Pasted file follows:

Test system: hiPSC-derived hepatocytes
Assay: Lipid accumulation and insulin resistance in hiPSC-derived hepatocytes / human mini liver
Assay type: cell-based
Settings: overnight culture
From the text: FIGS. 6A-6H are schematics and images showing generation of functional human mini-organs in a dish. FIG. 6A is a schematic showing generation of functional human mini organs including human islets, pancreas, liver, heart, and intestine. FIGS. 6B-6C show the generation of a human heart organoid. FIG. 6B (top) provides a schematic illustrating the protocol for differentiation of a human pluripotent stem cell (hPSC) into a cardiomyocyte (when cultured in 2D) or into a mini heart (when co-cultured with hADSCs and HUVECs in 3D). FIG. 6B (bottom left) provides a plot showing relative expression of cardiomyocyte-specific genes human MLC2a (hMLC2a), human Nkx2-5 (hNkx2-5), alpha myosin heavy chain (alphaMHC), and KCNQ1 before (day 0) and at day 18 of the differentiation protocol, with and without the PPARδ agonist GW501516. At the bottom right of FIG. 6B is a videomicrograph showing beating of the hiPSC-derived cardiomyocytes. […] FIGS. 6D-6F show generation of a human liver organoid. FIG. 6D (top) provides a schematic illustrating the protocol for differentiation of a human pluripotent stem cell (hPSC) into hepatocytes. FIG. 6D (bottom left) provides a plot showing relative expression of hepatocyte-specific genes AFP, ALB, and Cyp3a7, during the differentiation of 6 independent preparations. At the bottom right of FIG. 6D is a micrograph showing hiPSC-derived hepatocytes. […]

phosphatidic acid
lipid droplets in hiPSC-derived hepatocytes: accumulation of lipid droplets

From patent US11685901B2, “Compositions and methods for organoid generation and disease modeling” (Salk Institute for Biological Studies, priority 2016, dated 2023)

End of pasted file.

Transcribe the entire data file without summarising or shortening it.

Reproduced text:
Test system: hiPSC-derived hepatocytes
Assay: Lipid accumulation and insulin resistance in hiPSC-derived hepatocytes / human mini liver
Assay type: cell-based
Settings: overnight culture
From the text: FIGS. 6A-6H are schematics and images showing generation of functional human mini-organs in a dish. FIG. 6A is a schematic showing generation of functional human mini organs including human islets, pancreas, liver, heart, and intestine. FIGS. 6B-6C show the generation of a human heart organoid. FIG. 6B (top) provides a schematic illustrating the protocol for differentiation of a human pluripotent stem cell (hPSC) into a cardiomyocyte (when cultured in 2D) or into a mini heart (when co-cultured with hADSCs and HUVECs in 3D). FIG. 6B (bottom left) provides a plot showing relative expression of cardiomyocyte-specific genes human MLC2a (hMLC2a), human Nkx2-5 (hNkx2-5), alpha myosin heavy chain (alphaMHC), and KCNQ1 before (day 0) and at day 18 of the differentiation protocol, with and without the PPARδ agonist GW501516. At the bottom right of FIG. 6B is a videomicrograph showing beating of the hiPSC-derived cardiomyocytes. […] FIGS. 6D-6F show generation of a human liver organoid. FIG. 6D (top) provides a schematic illustrating the protocol for differentiation of a human pluripotent stem cell (hPSC) into hepatocytes. FIG. 6D (bottom left) provides a plot showing relative expression of hepatocyte-specific genes AFP, ALB, and Cyp3a7, during the differentiation of 6 independent preparations. At the bottom right of FIG. 6D is a micrograph showing hiPSC-derived hepatocytes. […]

phosphatidic acid
lipid droplets in hiPSC-derived hepatocytes: accumulation of lipid droplets

From patent US11685901B2, “Compositions and methods for organoid generation and disease modeling” (Salk Institute for Biological Studies, priority 2016, dated 2023)